Tossing up between a bigger house in a less ideal location, or a smaller house in the suburb of your choice, is a dilemma that stumps many home buyers. Our latest research has some interesting findings.
New research from State Custodians reveals that when it comes to property, location location location really does count and that more people want to live in suburbs closer to their work and other amenities.
In a nationwide survey of 1,022 people conducted for State Custodians, more than one third of Australians (37 per cent) say they’d compromise on the size and quality of a home in exchange for a desirable location close to work, schools and socialising.
In comparison, 23 per cent say that they wouldn’t mind compromising on the location and would be prepared for a longer commute to get to essential areas as long as they got the home of their dreams in terms of quality and space. More women than men (26 per cent compared to 20 per cent) say a better house is more important than location.
Those aged 34–49 (44 per cent) and families who have children at home (45 per cent) say that a convenient location is more important to them. Baby Boomers aged 50 to 64 (27 per cent) say quality and size of their home is more important, compared to Millennials aged 18–34 (19 per cent).
Meanwhile, 17 per cent of respondents say they haven’t chosen either the best location or the best home for their purposes and that they just wanted to get their foot in the door with a home that was affordable. The remaining 22 per cent are living with their parents or in someone else’s house.
State Custodians' General Manager Joanna Pretty says proximity to work, family and friends is often a major factor when deciding where to live.
"Areas not too far from the city will always be in demand as for many people that’s where the main work and socialising hub is," she says. "In the past, it was possible for many people to live in areas that were not too far from a major city, where you could still get decent sized blocks for affordable prices. Nowadays, that’s an increasingly tall order."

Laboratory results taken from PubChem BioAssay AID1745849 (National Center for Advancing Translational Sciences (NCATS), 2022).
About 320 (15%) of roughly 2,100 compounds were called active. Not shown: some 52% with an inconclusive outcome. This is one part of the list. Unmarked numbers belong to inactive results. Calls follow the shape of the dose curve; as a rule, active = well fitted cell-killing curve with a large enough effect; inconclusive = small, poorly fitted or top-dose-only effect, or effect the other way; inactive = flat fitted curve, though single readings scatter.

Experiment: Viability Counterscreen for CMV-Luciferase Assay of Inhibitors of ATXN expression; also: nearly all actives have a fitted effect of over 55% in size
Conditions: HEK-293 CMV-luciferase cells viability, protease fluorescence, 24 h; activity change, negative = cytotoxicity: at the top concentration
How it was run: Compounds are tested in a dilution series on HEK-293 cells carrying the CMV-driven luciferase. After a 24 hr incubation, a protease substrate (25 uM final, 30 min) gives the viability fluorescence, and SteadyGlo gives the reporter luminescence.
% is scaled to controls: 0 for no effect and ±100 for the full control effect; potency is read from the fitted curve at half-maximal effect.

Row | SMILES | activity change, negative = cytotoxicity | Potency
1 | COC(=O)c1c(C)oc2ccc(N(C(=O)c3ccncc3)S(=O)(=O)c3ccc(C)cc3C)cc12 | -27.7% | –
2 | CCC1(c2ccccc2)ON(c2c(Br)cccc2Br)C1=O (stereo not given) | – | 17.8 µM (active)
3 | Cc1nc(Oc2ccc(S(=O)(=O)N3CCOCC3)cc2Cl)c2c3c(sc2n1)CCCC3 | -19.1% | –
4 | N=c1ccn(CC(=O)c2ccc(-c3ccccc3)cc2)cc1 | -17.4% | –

"So, people are increasingly left in this tricky position of either choosing smaller, expensive dwellings to be closer to their work, or having a cheaper four or five-bedroom home in an outer suburb or town with a long commute to the city. It can be very difficult trying to decide which choice would ultimately fit in with your lifestyle more and what would be a good choice from an investment point of view."
Weigh up the pros and cons
So, what do you do if you’re having trouble deciding on the better option for you and your family? The first thing is to devise a list of pros and cons for each scenario. Write down everything you can think of. Then talk to family, friends and experts to gather differing opinions. Here are some main things to consider:
A bigger house/home of your choice in a less ideal location:
- More indoor space for families
- Generous outdoor space for kids and pets
- Possible views, peace, quiet and privacy
- Longer commutes to work, socialising and schools
- Time, money and energy needed for maintenance
- Further distances from essential services such as health providers and shops
A smaller house/home of your choice in a more ideal location:
- Shorter commutes to work and city socialising
- Less space to maintain
- Possibly less isolation
- Less indoor/outdoor space and kids possibly sharing bedrooms
- Typically more noise and less privacy
- More traffic, congestion and pollution
"Once you’ve listed as many pros and cons as possible, it should be easier to try and analyse which choice is right for you," says Ms Pretty. "It’s also important to take into account the personality of each family member. If you’re the type who gets irritated by sitting on a train or bus for a long time, then a long commute will ultimately wear you down. Similarly, if you detest the traffic and congestion of a big city then somewhere further out will probably make you happier. Take your time to make a decision as deciding where to live will have consequences for many years to come."
See if you qualify. To get a more accurate idea of how much you can borrow with State Custodians, click here.